The ties between Minnesota senator Amy Klobuchar and a Christian faith-based organisation that once accused Satanists of recruiting children through Pokémon and Harry Potter has drawn media attention a decade after they first made headlines.
An archived list of the projects Amy Klobuchar had sought money for, unearthed by The Intercept on Wednesday, shows that the senator requested a $500,000 earmark for Know the Truth, an anti-drug programme targeting teenagers in Minnesota, for fiscal year 2009.
Earmarks were an old-school practice of including individual provisions in spending bills, modifying them in a way that directed the federal funds to specific projects, typically in the constituency of the lawmaker seeking one. Earmarks for for-profits were banned in 2010, and the practice was eliminated altogether the following year in a bid to limit wasteful spending.
Know the Truth is a programme of the Minnesota chapter of Teen Challenge (now Adult & Teen Challenge). Adult & Teen Challenge is a non-profit network of rehabilitation centres that helps people treat drug and alcohol addictions. As part of its mission, Teen Challenge is “empowering, educating, and equipping the local centres”. The Minnesota division is operated by the Assemblies of God, a Pentecostal Christian denomination.
Incidentally, a brochure by Minnesota Adult & Teen Challenge dated 2009 (archived version available here) claimed that Halloween “is a day totally set up for Satan” and that the games of Pokémon and Dungeons and Dragons, as well as Harry Potter fantasy books, have “real demonic spells included”.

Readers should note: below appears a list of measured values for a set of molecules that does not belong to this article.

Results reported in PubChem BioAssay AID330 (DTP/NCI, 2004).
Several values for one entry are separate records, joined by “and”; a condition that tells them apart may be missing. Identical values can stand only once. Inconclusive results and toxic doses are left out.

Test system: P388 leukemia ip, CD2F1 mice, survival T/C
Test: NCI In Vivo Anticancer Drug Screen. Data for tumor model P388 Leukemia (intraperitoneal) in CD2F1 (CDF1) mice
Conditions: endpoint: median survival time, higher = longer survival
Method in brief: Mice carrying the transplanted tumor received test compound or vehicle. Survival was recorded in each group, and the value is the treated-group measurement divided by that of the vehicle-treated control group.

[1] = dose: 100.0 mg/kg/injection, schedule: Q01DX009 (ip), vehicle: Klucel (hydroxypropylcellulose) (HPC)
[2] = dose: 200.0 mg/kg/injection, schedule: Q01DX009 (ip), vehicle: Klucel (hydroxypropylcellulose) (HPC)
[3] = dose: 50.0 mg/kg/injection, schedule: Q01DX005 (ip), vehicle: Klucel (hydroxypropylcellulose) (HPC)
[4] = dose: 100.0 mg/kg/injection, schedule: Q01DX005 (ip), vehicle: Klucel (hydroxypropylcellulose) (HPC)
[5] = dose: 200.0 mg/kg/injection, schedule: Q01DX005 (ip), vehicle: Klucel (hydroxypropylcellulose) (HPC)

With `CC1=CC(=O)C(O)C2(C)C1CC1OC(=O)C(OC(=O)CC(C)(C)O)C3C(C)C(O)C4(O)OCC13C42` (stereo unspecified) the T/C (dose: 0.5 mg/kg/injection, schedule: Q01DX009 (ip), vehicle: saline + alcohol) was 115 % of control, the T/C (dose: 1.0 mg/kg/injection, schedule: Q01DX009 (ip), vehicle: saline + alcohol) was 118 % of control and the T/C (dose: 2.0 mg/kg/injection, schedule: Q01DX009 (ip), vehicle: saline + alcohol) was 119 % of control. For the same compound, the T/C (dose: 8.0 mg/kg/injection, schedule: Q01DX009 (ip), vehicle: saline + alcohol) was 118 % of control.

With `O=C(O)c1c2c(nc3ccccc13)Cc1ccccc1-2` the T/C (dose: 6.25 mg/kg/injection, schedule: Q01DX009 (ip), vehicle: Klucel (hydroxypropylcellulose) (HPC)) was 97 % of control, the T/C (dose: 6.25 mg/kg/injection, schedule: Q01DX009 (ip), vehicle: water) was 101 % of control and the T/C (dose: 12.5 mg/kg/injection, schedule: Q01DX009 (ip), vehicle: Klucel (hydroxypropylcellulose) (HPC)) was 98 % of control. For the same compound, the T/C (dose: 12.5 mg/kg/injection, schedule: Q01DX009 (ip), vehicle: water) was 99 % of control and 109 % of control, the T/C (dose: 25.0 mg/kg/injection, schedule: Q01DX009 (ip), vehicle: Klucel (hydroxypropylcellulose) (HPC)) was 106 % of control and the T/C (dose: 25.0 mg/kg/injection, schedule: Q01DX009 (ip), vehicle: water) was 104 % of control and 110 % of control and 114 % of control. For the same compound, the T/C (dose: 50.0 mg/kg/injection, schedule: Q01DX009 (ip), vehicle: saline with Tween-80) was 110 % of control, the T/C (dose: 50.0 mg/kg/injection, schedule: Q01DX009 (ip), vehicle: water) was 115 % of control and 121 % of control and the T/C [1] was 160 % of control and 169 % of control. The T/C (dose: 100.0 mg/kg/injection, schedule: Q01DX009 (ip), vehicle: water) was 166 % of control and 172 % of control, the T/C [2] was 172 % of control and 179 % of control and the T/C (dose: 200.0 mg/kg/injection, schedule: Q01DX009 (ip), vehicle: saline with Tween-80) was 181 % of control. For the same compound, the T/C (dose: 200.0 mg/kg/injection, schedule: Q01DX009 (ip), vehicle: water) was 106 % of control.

Additionally, Teen Challenge’s application form at that time listed “homosexuality” among the problems the applicant might be facing, along with gambling and drug addiction.
LGBTQ Nation news outlet picked up the Intercept’s piece hours after it was published. All the more surprising is the fact that the story is apparently based on a 2009 article in the Huffington Post, which contains dead links to the same documents to which the Intercept found the cached web pages.
It’s unclear whether the House Appropriations Committee actually endorsed Klobuchar’s earmark. Know the Truth did not clarify whether it received the money but described itself in a statement to the Intercept as a “secular, evidence-based programme focused on preventing teen substance use.”
Unlike the so-called ‘progressive’ likes of Bernie Sanders, Elizabeth Warren and Joe Biden, the three top-polling Democratic presidential candidates, Klobuchar positions herself as a moderate and opposes government-funded health insurance for all Americans as well as tuition-free college.
The 59-year-old senator has a mixed record on LGBT issues: she has criticised Donald Trump's policies banning transgender people from the military, but initially favoured civil unions over full same-sex marriages.
At 3 percent in national polling, Klobuchar remains on the fringes of the presidential race, and the story may further damage her election chances among the Democratic voters.